@ mnm4ever

        You have me curious. Links please.

        A quick search on my part came up with 247 lbs for the 13B-MSP Renesis (without fluids). For the LS1, it looks like 390 lbs out of the box. I found the renesis weight on wikipedia and the LS1 number on various forums, neither of which I consider authoritative sources. If you have more reliable information, I’m interested in seeing it.

      • 0 avatar
        mnm4ever

        Comparing stock to stock, you are correct, around 150lbs difference. If you were try to turbo one though (or compare the weights of the RX7 TT engine which is a more common swap), then the weight becomes much closer, within 40lbs IIRC. There are some things that need to be done to offset the weight gain, and bring it back to its “perfect” 50/50 weight distribution… smaller battery, relocating components, even simply adding weight to the trunk. The weight is the tradeoff for the power gains and reliability. Even with a turbo, its difficult/impossible to reach the same power output of a V8. Combining the extremely light and well balanced sports car chassis of the RX with the power and torque of a V8 is an awesome combination that is nearly impossible to find in standard format anywhere. Its 500lbs lighter than a Viper with the same power to weight ratio.

        Plus, its just cool.

  • avatar
    TonyJZX

    there’s actually two different stripper spec versions

    one is a basic model which is aimed for enthusiasts who want to put on bodykits wheels and big stereos

    there’s another that lacks interior fittings and is designed for race teams

    of course they both won’t come to non Japanese audiences

    • 0 avatar
      Byron Hurd

      Body-in-White options will be available to U.S.-based race teams, you can bet on it. If it doesn’t come with a VIN, it won’t cost Toyota anything extra to sell it here (no certification, etc).

  • avatar
    FJ60LandCruiser

    If they sell them at a 22k price point, I’ll put one in my driveway.

    …oh wait, they won’t.

    • 0 avatar
      Quentin

      I’m betting it will be $23k. We’ve been all but told that the BRZ, which is higher spec than the FR-S, is going to be $25k. There is no reason to believe that the FR-S will cost the same or more than the BRZ.

  • avatar
    burgersandbeer

    Isn’t this car supposed to be available spring/early summer? Why can’t Toyota tell us what it is going to cost at this point? Is their marketing team still researching what they think they can get away with or something?

  • avatar
    Jetstar 88

    It’s the Dodge Dart Hemi all over again!

  • avatar
    Ryoku75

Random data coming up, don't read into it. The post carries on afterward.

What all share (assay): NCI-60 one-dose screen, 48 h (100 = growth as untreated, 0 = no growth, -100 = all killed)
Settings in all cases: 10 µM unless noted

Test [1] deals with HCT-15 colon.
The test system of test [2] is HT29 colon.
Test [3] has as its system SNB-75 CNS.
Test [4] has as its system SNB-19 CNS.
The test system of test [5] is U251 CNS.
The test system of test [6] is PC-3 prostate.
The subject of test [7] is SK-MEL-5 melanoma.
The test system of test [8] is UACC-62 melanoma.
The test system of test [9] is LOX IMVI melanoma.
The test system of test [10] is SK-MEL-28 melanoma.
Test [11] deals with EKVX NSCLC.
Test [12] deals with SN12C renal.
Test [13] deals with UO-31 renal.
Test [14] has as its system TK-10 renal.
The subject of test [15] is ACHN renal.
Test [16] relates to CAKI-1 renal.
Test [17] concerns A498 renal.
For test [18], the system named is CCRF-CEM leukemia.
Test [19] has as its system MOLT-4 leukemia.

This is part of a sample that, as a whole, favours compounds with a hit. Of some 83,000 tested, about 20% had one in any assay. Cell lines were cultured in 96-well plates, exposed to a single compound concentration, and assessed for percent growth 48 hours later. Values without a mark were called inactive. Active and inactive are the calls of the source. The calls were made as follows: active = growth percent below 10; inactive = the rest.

A better name for this FRS would be “FRS EZ”, the EZ being the stripped out bare bones budgettuner special Tercel.

  • avatar
    RGS920

    I don’t see how people keep thinking that this car will do 0-60 in over 7 seconds when every FWD sport compact with around 200 HP hits 60 solidily in 6.X second range. It doesn’t really matter though because any V6 family sedan or V6 pony car will crush this car in straight line performance.

  • avatar
    Jimal

    The lesson for Toyota (and every other carmaker out there) is that if you leave enough time between the launch of your “next best thing” and it going on sale, the Internet will decide that it sucks.

    • 0 avatar
      Kevin Jaeger

      Good point. I expect to buy one of these soon after they finally become available, but even I’m getting a little tired of the never-ending tease this launch has become.

    • 0 avatar
      carguy

      +1 Ship the damn things already.

    • 0 avatar
      Les

      +1

      If they really Can’t get them market ready in a timely manner due to things like the Tsunami and the Thai floods and such, best to just give us a full spec-sheet to drool over and then remind us it exists just before it’s actual launch. All this titillating and teasing with the pre-pre-pre-pre-pre-launch shows is just as like to kindle frustration at Toyota as passion in the product.

  • avatar
    texan01

    Hmm… I guess we are going back to the unpainted plastic bumpers and trim look of the stripper models again, my girlfriends 98 Saturn SL1 will be in style again!

  • avatar
    CJinSD

    I kind of hope that people are right about it flopping shortly after release. I’ll buy one when they are no longer flavor of the instant and dealers are trying to move them off the lot before the technology laden 325 hp 2nd generation version shows up.

  • avatar

    When we wrote two weeks ago that the stripper version will only be available in Japan,and that the Scion FR-S will come in monograde as usual, “comparable to our GT trim,” as Tada had said, we also warned not to convert yen into dollars to arrive at a U.S. pricing. If it would work that way, Toyota would not have problems with the yen. It doesn’t work that way.

  • avatar
    Junebug

    This after reading Jack’s excellant article on FWD vs RWD and I’m keeping my GTI!

  • avatar
    Mr. K

    Will subie have a tuner special?